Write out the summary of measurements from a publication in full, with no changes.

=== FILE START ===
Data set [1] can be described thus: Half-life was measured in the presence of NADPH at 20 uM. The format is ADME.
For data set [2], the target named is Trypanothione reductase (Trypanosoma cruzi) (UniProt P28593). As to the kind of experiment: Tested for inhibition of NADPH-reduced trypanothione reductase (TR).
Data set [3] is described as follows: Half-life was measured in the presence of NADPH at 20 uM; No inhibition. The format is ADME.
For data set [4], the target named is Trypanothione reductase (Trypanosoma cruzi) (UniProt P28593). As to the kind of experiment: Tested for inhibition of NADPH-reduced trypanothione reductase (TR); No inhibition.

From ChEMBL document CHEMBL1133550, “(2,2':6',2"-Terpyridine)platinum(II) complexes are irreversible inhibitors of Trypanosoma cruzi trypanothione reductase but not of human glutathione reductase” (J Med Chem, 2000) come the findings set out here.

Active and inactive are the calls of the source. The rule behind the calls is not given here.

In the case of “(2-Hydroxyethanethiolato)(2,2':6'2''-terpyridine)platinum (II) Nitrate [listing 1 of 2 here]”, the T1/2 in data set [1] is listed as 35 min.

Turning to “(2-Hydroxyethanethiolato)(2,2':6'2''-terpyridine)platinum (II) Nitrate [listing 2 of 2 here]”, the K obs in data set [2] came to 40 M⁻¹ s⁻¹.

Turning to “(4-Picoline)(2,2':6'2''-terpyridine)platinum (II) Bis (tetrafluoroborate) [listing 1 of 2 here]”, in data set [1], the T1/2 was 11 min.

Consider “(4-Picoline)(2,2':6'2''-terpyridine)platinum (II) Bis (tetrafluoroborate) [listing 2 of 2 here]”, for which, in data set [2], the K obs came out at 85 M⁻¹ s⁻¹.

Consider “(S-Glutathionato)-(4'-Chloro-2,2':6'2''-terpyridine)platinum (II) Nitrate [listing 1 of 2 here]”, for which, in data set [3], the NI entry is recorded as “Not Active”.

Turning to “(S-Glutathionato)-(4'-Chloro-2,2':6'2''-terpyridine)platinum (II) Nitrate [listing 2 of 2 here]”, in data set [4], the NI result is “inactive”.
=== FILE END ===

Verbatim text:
Data set [1] can be described thus: Half-life was measured in the presence of NADPH at 20 uM. The format is ADME.
For data set [2], the target named is Trypanothione reductase (Trypanosoma cruzi) (UniProt P28593). As to the kind of experiment: Tested for inhibition of NADPH-reduced trypanothione reductase (TR).
Data set [3] is described as follows: Half-life was measured in the presence of NADPH at 20 uM; No inhibition. The format is ADME.
For data set [4], the target named is Trypanothione reductase (Trypanosoma cruzi) (UniProt P28593). As to the kind of experiment: Tested for inhibition of NADPH-reduced trypanothione reductase (TR); No inhibition.

From ChEMBL document CHEMBL1133550, “(2,2':6',2"-Terpyridine)platinum(II) complexes are irreversible inhibitors of Trypanosoma cruzi trypanothione reductase but not of human glutathione reductase” (J Med Chem, 2000) come the findings set out here.

Active and inactive are the calls of the source. The rule behind the calls is not given here.

In the case of “(2-Hydroxyethanethiolato)(2,2':6'2''-terpyridine)platinum (II) Nitrate [listing 1 of 2 here]”, the T1/2 in data set [1] is listed as 35 min.

Turning to “(2-Hydroxyethanethiolato)(2,2':6'2''-terpyridine)platinum (II) Nitrate [listing 2 of 2 here]”, the K obs in data set [2] came to 40 M⁻¹ s⁻¹.

Turning to “(4-Picoline)(2,2':6'2''-terpyridine)platinum (II) Bis (tetrafluoroborate) [listing 1 of 2 here]”, in data set [1], the T1/2 was 11 min.

Consider “(4-Picoline)(2,2':6'2''-terpyridine)platinum (II) Bis (tetrafluoroborate) [listing 2 of 2 here]”, for which, in data set [2], the K obs came out at 85 M⁻¹ s⁻¹.

Consider “(S-Glutathionato)-(4'-Chloro-2,2':6'2''-terpyridine)platinum (II) Nitrate [listing 1 of 2 here]”, for which, in data set [3], the NI entry is recorded as “Not Active”.

Turning to “(S-Glutathionato)-(4'-Chloro-2,2':6'2''-terpyridine)platinum (II) Nitrate [listing 2 of 2 here]”, in data set [4], the NI result is “inactive”.